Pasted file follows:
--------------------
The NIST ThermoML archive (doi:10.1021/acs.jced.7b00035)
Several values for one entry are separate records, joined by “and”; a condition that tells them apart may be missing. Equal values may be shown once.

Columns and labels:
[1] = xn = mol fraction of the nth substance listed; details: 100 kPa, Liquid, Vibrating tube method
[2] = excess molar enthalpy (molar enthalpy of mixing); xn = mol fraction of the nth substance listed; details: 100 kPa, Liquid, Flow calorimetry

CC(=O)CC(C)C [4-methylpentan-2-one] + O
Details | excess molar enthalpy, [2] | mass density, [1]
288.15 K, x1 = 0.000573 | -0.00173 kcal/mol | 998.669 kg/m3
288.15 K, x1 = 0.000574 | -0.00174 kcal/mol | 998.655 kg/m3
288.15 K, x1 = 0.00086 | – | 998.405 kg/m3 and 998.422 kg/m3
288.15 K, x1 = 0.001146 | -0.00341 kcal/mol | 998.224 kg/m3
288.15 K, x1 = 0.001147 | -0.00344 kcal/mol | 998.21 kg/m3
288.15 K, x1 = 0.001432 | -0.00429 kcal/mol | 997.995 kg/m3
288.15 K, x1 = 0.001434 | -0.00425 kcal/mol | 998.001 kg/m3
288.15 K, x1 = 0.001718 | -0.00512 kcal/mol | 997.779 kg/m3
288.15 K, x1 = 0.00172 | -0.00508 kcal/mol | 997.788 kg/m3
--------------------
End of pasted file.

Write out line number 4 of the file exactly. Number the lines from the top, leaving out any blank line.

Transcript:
[1] = xn = mol fraction of the nth substance listed; details: 100 kPa, Liquid, Vibrating tube method